Advanced Computing in the Age of AI|Wednesday, December 2, 2020
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Nvidia-Arm Deal a Boon for RISC-V? 

If and when Nvidia closes its $40 billion acquisition of Arm Ltd., the transaction could provide a boost for the competing RISC-V architecture.

As regulators in the U.S., China and the European Union begin scrutinizing the impact of the blockbuster deal on semiconductor industry competition and innovation, the deal has at the very least shown a light on the open-source RISC-V architecture and its growing ecosystem. To that extent, it could become a viable alternative for a growing number of hardware acceleration use cases.

As we have reported, market analysts note that Nvidia also has a stake in the RISC-V architecture, and leveraging its ownership of Arm against a rival chip architecture would ultimately prove self-defeating.

The organization behind RISC-V has attempted to play down the Nvidia-Arm deal, which was announced Sept. 14, noting the chip sector is accustomed to disruption, which can fuel competition that brings chip innovations.

“With any disruption, there are discussions about the ripple effects on the industry,” Calista Redmond, CEO of RISC-V International, noted in a blog posted shortly after the Nvidia-Arm deal was announced.

“Many people are wondering whether companies will be investing more heavily in RISC-V as a result of our open model for licensing and collaboration or due to the potential limits placed by companies or nations on proprietary architectures,” Redmond added.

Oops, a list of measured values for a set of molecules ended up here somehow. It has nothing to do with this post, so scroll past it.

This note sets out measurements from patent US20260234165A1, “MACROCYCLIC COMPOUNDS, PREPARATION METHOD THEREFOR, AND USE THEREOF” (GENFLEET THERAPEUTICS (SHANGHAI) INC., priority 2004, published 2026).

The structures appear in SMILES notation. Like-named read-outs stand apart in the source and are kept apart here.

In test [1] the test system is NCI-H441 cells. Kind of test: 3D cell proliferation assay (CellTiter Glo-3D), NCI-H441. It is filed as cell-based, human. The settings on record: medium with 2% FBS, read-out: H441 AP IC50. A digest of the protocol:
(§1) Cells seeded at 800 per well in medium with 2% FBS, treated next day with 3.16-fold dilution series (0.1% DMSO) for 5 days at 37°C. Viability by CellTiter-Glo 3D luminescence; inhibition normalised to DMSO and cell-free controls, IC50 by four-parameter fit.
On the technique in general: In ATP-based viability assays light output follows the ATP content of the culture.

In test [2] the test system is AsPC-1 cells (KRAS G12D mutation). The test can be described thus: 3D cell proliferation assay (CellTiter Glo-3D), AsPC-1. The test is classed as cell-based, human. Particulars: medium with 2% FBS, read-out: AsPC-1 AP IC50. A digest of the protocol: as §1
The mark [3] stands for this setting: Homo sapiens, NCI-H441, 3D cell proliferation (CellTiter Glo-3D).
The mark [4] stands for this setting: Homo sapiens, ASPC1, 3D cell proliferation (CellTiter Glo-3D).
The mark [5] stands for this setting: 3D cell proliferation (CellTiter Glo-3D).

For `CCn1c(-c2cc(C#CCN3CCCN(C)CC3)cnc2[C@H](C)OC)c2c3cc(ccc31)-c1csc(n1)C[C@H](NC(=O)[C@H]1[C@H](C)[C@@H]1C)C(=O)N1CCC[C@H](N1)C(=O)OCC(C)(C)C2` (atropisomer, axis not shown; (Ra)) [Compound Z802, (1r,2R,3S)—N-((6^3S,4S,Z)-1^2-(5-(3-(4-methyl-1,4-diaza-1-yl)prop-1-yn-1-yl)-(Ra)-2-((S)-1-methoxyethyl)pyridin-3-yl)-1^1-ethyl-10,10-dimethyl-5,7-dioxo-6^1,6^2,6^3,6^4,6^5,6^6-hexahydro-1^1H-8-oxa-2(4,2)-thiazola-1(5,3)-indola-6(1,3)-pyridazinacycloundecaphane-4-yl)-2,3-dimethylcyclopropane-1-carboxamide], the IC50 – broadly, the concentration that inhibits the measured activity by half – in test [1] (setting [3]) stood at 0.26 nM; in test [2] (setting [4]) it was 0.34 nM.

The RISC-V ecosystem has grown to about 200 companies from 50 countries, and Redmond asserted investment would continue to grow whether or not the Nvidia-Arm deal is approved by regulators.

Given the recent surge in semiconductor industry growth, up more than 23 percent from the same period last year, the chip sector likely has room for competing Arm-based and RISC-V chip architectures. Among the reasons are growing demand for AI accelerators and the rollout of 5G services. The next-generation wireless technology with its larger, low-latency data pipeline would yield direct performance benefits for cloud and edge computing, data analytics, the internet of things (IoT) and machine learning, observers note.

“Many companies will look more closely at RISC-V for next generation designs, if they aren’t already,” Redmond argued.

Indeed, RISC-V was front and center during this week’s Linley Fall Processor Conference. In a presentation on application-specific hardware accelerators, chip analyst Gwennap Linley flagged several approaches for boosting microcontrollers dubbed “tiny AI engines,” so-called because they can be embedded in low-power IoT devices.

Among those mentioned was a nine-core accelerator from GreenWaves Technologies based on the RISC-V architecture. Power consumption for the GreenWaves microcontroller that implements the RISC-V design runs as low as 5 mW, Linley noted.

Other chip designers at the Linley forum including Think Silicon detailed RISC-V GPU designs for AI, computing and graphics workloads that would compete directly with Nvidia and its Arm subsidiary.

About the author: George Leopold

George Leopold has written about science and technology for more than 30 years, focusing on electronics and aerospace technology. He previously served as executive editor of Electronic Engineering Times. Leopold is the author of "Calculated Risk: The Supersonic Life and Times of Gus Grissom" (Purdue University Press, 2016).

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